Having just got back from a lovely holiday in France (Brittany), I have been inspired by the culinary delights I indulged in (and there were lots….) so I thought I’d bring these flavours into my kitchen over the next few weeks.
The main flavours I noticed trending in Brittany were:
Salted Caramel (of course)
Bergamot (Earl Grey flavour)
Coquelicot (what is that? I hear you ask…although I suppose the title does give it away a bit)
Look at these mouth-watering macarons I treated myself to, from ‘Maison George Larnicol‘ in Concarneau.
It’s very en vogue to bake with tea and floral flavours – chai tea, green tea, bergamot, orange blossom, rose, violet etc. I wasn’t too surprised to see these flavours head-lining in the pâtisseries and ice cream parlours, although I was amazed by just how readily available they are in France. I was most intrigued by coquelicot (poppy), the French name for wild corn poppies, so that’s where I will start.
Poppy petal ice cream. Poppy petal chocolate. Poppy and raspberry jam. Poppy petal syrup. A culinary adventure! Here was a flavour I had never tasted before and have never seen available anywhere in the UK. My baking brain started whirring straight away. Desperate to take this exciting flavour into my kitchen, I bagged myself some poppy jam/jelly and some poppy syrup.
The search then started for a recipe, I found a recipe for Poppy Panna Cotta by ‘always leave room for dessert’, which sounds deliciously enticing (one for another day perhaps), but I was really after a cupcake recipe on this occasion. I found several French recipes for poppy cupcakes (see below), but otherwise drew a blank – it seems that poppy really hasn’t ventured outside of France.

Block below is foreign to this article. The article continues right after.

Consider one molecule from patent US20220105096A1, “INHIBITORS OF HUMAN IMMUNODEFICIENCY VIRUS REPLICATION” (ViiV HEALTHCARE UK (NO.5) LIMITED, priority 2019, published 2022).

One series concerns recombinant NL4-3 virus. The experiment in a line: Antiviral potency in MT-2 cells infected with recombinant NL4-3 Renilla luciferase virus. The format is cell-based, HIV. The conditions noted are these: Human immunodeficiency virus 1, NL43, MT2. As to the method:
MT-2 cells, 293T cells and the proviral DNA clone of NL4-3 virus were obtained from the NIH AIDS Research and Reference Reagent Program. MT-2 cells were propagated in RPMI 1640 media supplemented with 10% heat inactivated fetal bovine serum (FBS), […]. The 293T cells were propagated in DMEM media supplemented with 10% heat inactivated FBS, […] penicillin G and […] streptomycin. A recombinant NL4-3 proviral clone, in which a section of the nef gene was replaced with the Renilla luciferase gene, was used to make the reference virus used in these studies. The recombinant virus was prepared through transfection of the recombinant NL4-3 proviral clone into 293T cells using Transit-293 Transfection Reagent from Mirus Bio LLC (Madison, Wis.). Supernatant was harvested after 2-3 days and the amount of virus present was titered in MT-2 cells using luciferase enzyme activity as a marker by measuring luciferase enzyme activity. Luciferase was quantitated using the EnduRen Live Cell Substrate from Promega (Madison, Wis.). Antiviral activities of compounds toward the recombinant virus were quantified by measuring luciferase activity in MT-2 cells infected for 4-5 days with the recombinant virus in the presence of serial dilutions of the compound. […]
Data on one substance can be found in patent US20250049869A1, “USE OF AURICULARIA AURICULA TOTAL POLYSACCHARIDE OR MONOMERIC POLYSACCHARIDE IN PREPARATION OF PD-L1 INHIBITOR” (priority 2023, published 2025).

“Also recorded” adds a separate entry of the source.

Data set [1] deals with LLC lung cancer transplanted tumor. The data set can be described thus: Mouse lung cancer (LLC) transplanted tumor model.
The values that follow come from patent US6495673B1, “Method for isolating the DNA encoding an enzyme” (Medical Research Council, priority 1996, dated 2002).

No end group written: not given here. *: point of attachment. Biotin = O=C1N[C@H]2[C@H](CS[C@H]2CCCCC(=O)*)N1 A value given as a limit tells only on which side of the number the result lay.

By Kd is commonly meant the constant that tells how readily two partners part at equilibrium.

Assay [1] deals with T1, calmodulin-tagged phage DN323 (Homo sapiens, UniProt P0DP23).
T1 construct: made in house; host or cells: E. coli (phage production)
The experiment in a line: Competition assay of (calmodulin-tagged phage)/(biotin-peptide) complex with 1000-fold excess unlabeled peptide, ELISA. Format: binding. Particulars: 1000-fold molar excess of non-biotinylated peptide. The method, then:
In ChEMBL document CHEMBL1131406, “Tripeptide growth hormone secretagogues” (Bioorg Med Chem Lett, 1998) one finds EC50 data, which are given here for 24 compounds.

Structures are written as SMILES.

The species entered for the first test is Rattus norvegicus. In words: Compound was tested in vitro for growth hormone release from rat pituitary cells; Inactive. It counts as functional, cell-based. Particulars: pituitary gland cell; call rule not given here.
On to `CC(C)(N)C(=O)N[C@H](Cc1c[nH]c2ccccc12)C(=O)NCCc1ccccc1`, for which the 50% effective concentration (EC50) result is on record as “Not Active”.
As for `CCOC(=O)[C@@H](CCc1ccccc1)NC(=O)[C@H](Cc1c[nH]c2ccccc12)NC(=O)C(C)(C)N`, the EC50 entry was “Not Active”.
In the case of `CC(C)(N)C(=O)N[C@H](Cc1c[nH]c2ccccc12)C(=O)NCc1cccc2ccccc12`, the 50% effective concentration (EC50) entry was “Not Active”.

They all look delicious, but in the end I decided not to pair poppy with anything else. I really wanted to let the flavour shine by itself before I start trying out any combinations.
Poppy Petal ‘Coquelicot’ Cupcakes
For the cupcakes:
Add 2 tbsp sirop de coquelicot / poppy syrup
For the butter icing:
Add 1 tbsp sirop de coquelicot / poppy syrup
All syrups, liqueurs, extracts and essences have different strengths so you would need to do this by taste – but remember you can’t add too much liquid to butter icing or it will split. I toyed with the idea of putting some of the poppy jam in the middle, but I was just too impatient to devour them! I just brushed a bit of syrup over the top of the cupcakes for good measure, then piled the butter icing on top – nothing fancy here, sometimes piping takes a bit too long and I was desperate to get stuck in.
Now an attempt to describe the flavour. Paris Patisseries, connoisseur and taster of all the best pâtisseries in Paris declared the ‘macaron coquelicot’ by pâtisserie ‘Un Dimanche a Paris’ number 19 on his list of 38 best pastries in Paris (which probably means in the world, right?). The macaron coquelicot is described as ‘the greatest macaron ever conceived’ and the flavour like ‘the essential nature of existence itself’!! High praise indeed! I can’t be quite as hyperbolic about my cupcake – it’s not my all-time favourite flavour, but it certainly ticks a lot of the boxes and the anticipation of taking the first bite was almost too much to bear! It’s sweet, fresh and delicate, just like the flower. Its perfume is similar to rose, but not at all overwhelming – in fact, it’s more of a tantalising floral hint that just keeps you coming back for more. I love that it’s unique and will surprise whoever is lucky enough to eat one. It might just be worth a try, don’t you think?
If you are lucky enough to be heading on your hols to France this summer, I urge you to sample coquelicot ice cream, jams and macarons and if you, like me, are intrigued by the flavour get yourself some jam or syrup to bring home and bake with! If you are not off to France any time soon, but still want to use poppy flavour in your kitchen then worry not, you can get it online:
Poppy Liqueur available from Amazon – this would be amazing in cocktails. How about Coquelicot Royale?
Poppy Jam / Jelly available from Amazon
Poppy, violet, rose and mimosa flower syrups available from Confiserie Florian
Make your own poppy syrup, as shown here by Frugal Gourmet (disclaimer: I have no idea whether this is really safe, so do your research).
I wonder what I should pair poppy with? At the moment, I’m addicted to the flavour all by itself, but I’ll keep you posted.